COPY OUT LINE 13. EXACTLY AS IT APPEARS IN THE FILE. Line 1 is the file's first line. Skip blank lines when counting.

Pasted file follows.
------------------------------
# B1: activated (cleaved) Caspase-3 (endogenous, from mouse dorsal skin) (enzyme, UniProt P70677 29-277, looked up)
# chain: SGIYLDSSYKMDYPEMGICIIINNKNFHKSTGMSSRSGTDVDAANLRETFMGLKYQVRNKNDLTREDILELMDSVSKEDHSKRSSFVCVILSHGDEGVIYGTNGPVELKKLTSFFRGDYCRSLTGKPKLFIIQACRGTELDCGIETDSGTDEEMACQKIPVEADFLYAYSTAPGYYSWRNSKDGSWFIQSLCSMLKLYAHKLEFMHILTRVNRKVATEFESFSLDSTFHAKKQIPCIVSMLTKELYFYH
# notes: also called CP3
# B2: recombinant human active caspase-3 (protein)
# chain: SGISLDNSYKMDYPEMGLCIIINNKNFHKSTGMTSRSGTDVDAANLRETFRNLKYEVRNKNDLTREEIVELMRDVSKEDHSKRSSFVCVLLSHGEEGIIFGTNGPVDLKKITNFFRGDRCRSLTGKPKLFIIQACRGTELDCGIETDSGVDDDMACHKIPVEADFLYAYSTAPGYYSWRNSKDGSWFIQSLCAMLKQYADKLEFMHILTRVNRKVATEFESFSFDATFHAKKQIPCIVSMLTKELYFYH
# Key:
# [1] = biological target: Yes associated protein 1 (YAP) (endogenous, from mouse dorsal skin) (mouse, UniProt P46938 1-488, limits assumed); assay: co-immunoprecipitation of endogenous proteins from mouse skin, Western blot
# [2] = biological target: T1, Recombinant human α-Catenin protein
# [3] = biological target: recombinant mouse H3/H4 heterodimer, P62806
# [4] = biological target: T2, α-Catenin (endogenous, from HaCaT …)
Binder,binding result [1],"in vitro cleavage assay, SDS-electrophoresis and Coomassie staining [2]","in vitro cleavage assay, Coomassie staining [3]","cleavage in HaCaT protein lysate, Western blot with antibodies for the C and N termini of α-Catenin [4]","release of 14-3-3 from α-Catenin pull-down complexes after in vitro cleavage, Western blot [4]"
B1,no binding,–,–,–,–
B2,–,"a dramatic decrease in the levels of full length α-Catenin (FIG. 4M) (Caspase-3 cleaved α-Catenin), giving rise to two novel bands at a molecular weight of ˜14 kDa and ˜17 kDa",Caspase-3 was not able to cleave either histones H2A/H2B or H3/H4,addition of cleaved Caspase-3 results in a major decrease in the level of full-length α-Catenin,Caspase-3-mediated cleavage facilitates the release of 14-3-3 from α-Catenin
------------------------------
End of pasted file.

B2,–,"a dramatic decrease in the levels of full length α-Catenin (FIG. 4M) (Caspase-3 cleaved α-Catenin), giving rise to two novel bands at a molecular weight of ˜14 kDa and ˜17 kDa",Caspase-3 was not able to cleave either histones H2A/H2B or H3/H4,addition of cleaved Caspase-3 results in a major decrease in the level of full-length α-Catenin,Caspase-3-mediated cleavage facilitates the release of 14-3-3 from α-Catenin